posted: December 5, 2016
tl;dr: Behind the scenes of this website...
There - wasn’t that fast? Did this page not load in well under a second? Was it not one of the quickest page loads you’ve experienced recently? Faster than Facebook, Tumblr, Twitter, or your favorite news (or fake news 😀) site? Approaching if not equaling the load time of Google itself?
Notice also how there are no ads cluttering up the pages of this site. No one on this side of the site’s Internet connection is tracking your activity either (it’s just me, and I don’t care). I also can post anything I want that is within the bounds of U.S. law; there is no one censoring me, or even editing me. My out-of-pocket monthly cost for operating this website is pennies: the cost of a little bit of electricity.
There are many options for hosting a website, or more generally for hosting content on the Internet. Facebook is basically a way to easily post text, pictures, and video on the Internet without having to know any HTML. There are many other options for hosting websites, blogs, and content. But they all either cost money or involve a sacrifice, often of privacy. To avoid all that, and to give myself a small technical challenge, I decided to see how easily and cheaply I could roll my own web server. My goal was to see how close to $0/month I could get.
I chose the Raspberry Pi because it is inexpensive ($35 plus a little more for memory and a plastic case, I recycled an old AC adapter to supply power); relatively powerful (the latest has a quad-core ARM processor; I am actually running an older generation); and because it runs Linux and a huge amount of other open source software. If you want or need a computer in your home to be operating around the clock to perform some service, it is a great choice because it consumes hardly any energy.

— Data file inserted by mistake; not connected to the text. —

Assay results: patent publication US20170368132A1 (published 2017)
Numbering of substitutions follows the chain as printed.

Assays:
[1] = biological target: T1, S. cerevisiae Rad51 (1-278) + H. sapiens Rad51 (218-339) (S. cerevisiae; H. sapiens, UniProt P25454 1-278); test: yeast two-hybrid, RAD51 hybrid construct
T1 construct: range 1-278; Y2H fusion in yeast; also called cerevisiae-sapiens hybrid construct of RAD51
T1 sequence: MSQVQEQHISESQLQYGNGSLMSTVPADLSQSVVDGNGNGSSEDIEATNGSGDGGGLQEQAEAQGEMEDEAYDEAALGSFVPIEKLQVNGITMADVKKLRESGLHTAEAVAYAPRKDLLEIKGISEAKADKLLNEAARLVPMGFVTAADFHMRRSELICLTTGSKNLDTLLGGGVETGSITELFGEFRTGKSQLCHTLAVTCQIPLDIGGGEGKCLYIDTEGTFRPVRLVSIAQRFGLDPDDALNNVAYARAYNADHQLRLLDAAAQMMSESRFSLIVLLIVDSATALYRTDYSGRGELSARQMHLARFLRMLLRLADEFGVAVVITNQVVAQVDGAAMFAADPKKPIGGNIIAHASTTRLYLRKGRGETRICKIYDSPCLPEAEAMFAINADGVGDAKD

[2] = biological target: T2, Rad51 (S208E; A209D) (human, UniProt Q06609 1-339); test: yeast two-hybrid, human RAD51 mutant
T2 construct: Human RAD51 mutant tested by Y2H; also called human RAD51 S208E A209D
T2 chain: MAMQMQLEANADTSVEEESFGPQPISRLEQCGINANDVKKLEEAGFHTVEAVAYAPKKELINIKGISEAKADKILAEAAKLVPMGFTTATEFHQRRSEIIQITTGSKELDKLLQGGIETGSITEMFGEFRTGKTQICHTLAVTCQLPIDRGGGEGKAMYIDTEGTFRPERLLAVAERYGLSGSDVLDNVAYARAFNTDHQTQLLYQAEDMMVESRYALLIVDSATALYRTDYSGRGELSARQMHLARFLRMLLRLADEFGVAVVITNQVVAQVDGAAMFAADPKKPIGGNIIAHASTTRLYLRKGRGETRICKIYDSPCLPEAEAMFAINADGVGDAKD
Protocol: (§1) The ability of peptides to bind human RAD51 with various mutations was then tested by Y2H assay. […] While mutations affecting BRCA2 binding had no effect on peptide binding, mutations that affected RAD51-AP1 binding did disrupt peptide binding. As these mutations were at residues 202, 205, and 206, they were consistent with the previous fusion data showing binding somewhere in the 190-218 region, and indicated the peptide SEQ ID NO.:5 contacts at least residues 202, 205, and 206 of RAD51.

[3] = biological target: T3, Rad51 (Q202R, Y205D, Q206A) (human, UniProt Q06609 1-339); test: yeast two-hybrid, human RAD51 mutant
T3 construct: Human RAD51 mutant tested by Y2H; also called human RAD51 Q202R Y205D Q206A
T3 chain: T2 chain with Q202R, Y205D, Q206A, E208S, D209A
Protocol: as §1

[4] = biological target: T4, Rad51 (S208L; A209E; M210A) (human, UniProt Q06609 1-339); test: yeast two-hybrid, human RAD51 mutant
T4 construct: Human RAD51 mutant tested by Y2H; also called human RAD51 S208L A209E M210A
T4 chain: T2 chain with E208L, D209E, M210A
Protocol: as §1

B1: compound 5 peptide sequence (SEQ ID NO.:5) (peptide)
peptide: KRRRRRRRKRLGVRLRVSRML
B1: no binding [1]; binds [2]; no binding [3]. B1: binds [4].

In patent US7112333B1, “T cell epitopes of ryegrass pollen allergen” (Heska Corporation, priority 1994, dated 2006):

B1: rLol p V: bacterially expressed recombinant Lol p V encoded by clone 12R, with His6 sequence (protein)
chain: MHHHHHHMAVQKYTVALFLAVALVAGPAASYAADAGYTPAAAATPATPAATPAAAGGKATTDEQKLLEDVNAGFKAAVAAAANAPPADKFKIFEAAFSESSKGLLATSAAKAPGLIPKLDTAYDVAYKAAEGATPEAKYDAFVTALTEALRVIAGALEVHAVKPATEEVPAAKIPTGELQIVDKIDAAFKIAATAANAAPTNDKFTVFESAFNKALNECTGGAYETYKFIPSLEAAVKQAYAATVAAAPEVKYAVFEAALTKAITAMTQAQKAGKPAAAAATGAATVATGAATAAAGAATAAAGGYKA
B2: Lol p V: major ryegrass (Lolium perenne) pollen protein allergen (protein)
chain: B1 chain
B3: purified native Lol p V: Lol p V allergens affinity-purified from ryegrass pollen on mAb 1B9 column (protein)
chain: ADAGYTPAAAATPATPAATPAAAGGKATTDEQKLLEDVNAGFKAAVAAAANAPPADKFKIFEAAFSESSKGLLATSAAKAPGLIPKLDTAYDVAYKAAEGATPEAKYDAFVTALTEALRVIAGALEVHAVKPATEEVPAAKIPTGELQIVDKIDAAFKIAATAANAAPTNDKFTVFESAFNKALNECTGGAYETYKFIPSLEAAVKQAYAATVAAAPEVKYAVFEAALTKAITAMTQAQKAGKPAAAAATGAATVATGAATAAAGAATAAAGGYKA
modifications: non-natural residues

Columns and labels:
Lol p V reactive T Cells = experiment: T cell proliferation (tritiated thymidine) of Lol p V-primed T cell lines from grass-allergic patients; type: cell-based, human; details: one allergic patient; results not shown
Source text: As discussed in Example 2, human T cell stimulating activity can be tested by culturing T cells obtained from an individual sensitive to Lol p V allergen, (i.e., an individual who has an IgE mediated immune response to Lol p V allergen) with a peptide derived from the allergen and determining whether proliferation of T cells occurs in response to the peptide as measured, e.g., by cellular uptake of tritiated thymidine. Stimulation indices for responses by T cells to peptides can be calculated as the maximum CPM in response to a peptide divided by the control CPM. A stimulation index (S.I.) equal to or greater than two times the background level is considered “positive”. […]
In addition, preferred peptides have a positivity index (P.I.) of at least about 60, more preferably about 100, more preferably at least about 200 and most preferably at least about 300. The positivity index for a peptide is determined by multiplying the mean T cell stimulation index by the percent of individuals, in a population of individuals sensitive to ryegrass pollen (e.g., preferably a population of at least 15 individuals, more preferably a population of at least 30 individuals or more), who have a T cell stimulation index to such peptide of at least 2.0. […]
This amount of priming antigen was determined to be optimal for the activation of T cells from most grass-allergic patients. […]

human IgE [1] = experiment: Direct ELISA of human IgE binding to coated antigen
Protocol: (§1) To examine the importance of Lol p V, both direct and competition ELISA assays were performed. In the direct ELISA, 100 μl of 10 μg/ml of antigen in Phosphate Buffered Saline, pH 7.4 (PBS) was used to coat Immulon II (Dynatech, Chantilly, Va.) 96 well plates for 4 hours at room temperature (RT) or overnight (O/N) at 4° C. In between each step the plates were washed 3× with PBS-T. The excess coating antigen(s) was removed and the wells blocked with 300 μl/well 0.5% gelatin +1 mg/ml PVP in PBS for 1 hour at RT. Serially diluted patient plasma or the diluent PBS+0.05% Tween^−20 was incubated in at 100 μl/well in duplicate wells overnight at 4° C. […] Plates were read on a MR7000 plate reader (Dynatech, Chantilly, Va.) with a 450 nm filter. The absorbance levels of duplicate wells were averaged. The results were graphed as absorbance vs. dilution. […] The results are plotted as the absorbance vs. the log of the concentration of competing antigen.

There are a large number of software options and frameworks for building a web server. I ran across a great tutorial, written by Ben Everard, in the premier issue of the now-defunct (alas) Linux Voice magazine (download it here) which uses Tornado and Python3, both of which I wanted to play with. So I decided to put that framework and my site on the Raspberry Pi and see how it performed.
For Internet connectivity I reconfigured my home routers to punch a pinhole through my firewall for the webserver and to give it access to my public IPv4 address. The final nicety was to register with a DNS hosting service, noip.com (shout out to them - thanks!), which has a free option for hosting my subdomain name, chrisshaver64.ddns.net. I could have purchased a dedicated domain name, but that would cost some money. Maybe someday...
I’m very happy with the end result, especially the performance. Even though I spend my working days in the cloud, it’s always helpful to get hands-on experience with actual servers and networking gear, since that is what the cloud actually is. Although it’s been highly reliable, it does require some babysitting; on my to-do list are setting up some automatic health checks and recovery mechanisms. The biggest to-do, however, is migrating to https, which I plan to do soon by utilizing another free service for an SSL certificate, Let’s Encrypt. Hopefully I’ll have a little time over the holidays to do so.